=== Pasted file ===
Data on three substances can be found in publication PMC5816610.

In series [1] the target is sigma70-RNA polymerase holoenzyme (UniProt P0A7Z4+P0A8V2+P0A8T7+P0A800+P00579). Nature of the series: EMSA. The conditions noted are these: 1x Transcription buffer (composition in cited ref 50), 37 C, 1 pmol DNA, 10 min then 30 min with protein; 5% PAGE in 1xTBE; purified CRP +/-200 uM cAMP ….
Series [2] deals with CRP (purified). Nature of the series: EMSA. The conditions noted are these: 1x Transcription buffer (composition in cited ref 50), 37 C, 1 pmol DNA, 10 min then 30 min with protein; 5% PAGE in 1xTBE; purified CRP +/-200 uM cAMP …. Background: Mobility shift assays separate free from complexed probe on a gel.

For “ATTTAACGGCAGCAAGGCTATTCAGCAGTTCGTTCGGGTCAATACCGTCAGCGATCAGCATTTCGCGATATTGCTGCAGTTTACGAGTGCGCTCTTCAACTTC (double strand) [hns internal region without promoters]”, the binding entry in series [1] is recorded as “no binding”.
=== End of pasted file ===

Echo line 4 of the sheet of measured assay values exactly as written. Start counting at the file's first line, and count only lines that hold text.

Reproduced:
For “ATTTAACGGCAGCAAGGCTATTCAGCAGTTCGTTCGGGTCAATACCGTCAGCGATCAGCATTTCGCGATATTGCTGCAGTTTACGAGTGCGCTCTTCAACTTC (double strand) [hns internal region without promoters]”, the binding entry in series [1] is recorded as “no binding”.